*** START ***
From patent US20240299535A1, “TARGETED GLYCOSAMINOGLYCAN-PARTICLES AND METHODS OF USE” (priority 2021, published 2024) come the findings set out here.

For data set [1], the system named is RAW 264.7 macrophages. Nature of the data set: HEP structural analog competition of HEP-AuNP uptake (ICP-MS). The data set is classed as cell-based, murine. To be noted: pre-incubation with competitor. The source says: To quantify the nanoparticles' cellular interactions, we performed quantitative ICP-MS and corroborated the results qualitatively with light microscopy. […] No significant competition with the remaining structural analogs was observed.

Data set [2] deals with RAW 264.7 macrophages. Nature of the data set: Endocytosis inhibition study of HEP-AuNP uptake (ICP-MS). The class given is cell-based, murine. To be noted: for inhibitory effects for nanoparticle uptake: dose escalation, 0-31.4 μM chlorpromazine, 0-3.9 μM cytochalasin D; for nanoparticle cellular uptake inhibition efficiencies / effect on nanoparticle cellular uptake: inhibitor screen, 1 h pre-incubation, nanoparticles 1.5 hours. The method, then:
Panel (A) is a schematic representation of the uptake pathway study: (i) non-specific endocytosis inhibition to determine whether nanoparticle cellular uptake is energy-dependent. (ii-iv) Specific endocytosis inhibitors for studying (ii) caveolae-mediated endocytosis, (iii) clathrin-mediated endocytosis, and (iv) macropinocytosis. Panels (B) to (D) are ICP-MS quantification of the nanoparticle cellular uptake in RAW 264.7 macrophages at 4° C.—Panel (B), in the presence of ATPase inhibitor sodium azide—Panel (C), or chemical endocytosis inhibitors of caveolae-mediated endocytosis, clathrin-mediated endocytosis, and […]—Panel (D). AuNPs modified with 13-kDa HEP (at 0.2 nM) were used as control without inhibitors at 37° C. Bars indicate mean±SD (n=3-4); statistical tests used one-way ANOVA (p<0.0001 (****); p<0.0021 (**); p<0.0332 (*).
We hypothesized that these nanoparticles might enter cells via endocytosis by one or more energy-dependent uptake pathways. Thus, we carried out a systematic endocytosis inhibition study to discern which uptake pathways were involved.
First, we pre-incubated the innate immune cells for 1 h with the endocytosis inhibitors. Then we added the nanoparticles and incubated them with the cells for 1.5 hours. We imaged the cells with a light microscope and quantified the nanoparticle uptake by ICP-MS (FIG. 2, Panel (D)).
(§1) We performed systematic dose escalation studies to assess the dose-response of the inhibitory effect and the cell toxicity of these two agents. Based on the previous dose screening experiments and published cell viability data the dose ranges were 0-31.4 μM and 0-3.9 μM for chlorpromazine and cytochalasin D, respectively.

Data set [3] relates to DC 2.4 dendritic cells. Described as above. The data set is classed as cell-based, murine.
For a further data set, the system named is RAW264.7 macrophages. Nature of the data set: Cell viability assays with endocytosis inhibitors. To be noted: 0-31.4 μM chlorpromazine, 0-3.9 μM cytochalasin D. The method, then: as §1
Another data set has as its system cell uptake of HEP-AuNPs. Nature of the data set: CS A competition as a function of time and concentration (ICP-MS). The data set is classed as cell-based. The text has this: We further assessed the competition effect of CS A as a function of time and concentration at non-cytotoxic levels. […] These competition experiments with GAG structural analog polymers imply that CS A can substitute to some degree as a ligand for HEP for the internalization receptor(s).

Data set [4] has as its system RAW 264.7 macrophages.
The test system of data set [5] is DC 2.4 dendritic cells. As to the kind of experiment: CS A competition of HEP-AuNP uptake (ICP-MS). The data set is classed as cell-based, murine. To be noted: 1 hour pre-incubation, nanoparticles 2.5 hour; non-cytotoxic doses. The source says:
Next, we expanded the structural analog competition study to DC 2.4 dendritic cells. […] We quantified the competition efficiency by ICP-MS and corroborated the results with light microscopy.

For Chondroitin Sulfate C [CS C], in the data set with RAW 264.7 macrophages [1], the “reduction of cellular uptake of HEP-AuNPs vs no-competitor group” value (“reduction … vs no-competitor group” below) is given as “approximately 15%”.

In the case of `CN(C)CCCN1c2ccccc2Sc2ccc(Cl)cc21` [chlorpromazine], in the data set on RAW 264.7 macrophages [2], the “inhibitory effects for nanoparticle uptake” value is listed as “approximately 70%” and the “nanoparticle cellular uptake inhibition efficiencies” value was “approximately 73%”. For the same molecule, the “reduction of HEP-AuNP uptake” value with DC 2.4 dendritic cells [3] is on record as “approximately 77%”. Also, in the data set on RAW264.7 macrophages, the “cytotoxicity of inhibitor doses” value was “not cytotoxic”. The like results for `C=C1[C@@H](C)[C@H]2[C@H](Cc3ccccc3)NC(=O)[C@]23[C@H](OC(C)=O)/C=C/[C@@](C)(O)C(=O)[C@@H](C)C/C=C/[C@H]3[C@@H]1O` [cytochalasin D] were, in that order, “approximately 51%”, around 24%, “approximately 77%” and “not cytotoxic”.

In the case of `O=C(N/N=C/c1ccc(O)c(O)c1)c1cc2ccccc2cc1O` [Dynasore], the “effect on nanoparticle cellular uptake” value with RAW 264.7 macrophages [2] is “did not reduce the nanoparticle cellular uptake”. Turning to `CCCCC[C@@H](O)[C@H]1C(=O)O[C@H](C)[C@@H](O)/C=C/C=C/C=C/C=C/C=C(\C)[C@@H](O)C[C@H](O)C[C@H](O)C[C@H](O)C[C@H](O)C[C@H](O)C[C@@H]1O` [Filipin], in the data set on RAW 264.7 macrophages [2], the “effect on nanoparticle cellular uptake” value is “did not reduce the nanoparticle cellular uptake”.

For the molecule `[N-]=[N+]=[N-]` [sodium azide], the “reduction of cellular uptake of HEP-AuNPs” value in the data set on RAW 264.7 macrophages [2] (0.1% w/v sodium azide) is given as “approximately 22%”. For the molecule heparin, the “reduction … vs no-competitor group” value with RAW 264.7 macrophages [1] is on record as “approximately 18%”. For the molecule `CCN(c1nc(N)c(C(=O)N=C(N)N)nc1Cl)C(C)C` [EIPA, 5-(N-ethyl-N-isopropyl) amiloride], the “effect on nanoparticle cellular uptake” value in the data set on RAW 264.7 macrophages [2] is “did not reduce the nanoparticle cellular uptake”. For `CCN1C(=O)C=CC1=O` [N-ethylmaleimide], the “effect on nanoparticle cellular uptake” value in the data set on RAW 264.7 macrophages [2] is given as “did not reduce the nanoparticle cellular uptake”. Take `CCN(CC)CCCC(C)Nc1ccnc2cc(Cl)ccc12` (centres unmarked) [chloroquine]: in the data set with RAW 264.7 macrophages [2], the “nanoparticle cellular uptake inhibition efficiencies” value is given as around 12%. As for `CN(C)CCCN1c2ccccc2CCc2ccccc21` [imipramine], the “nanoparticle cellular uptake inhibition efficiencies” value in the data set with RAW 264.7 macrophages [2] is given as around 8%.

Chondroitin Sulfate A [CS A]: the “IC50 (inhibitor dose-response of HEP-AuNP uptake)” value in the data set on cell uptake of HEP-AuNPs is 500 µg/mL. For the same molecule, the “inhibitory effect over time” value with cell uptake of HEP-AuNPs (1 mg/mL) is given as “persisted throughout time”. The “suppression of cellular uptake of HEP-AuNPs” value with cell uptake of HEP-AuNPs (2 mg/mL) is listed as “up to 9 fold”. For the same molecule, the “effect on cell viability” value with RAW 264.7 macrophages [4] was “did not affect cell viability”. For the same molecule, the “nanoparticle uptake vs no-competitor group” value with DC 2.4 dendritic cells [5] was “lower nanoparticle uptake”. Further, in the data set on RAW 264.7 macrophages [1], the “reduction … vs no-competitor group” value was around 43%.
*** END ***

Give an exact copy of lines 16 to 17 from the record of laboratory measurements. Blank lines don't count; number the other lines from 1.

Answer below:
In the case of `O=C(N/N=C/c1ccc(O)c(O)c1)c1cc2ccccc2cc1O` [Dynasore], the “effect on nanoparticle cellular uptake” value with RAW 264.7 macrophages [2] is “did not reduce the nanoparticle cellular uptake”. Turning to `CCCCC[C@@H](O)[C@H]1C(=O)O[C@H](C)[C@@H](O)/C=C/C=C/C=C/C=C/C=C(\C)[C@@H](O)C[C@H](O)C[C@H](O)C[C@H](O)C[C@H](O)C[C@H](O)C[C@@H]1O` [Filipin], in the data set on RAW 264.7 macrophages [2], the “effect on nanoparticle cellular uptake” value is “did not reduce the nanoparticle cellular uptake”.

For the molecule `[N-]=[N+]=[N-]` [sodium azide], the “reduction of cellular uptake of HEP-AuNPs” value in the data set on RAW 264.7 macrophages [2] (0.1% w/v sodium azide) is given as “approximately 22%”. For the molecule heparin, the “reduction … vs no-competitor group” value with RAW 264.7 macrophages [1] is on record as “approximately 18%”. For the molecule `CCN(c1nc(N)c(C(=O)N=C(N)N)nc1Cl)C(C)C` [EIPA, 5-(N-ethyl-N-isopropyl) amiloride], the “effect on nanoparticle cellular uptake” value in the data set on RAW 264.7 macrophages [2] is “did not reduce the nanoparticle cellular uptake”. For `CCN1C(=O)C=CC1=O` [N-ethylmaleimide], the “effect on nanoparticle cellular uptake” value in the data set on RAW 264.7 macrophages [2] is given as “did not reduce the nanoparticle cellular uptake”. Take `CCN(CC)CCCC(C)Nc1ccnc2cc(Cl)ccc12` (centres unmarked) [chloroquine]: in the data set with RAW 264.7 macrophages [2], the “nanoparticle cellular uptake inhibition efficiencies” value is given as around 12%. As for `CN(C)CCCN1c2ccccc2CCc2ccccc21` [imipramine], the “nanoparticle cellular uptake inhibition efficiencies” value in the data set with RAW 264.7 macrophages [2] is given as around 8%.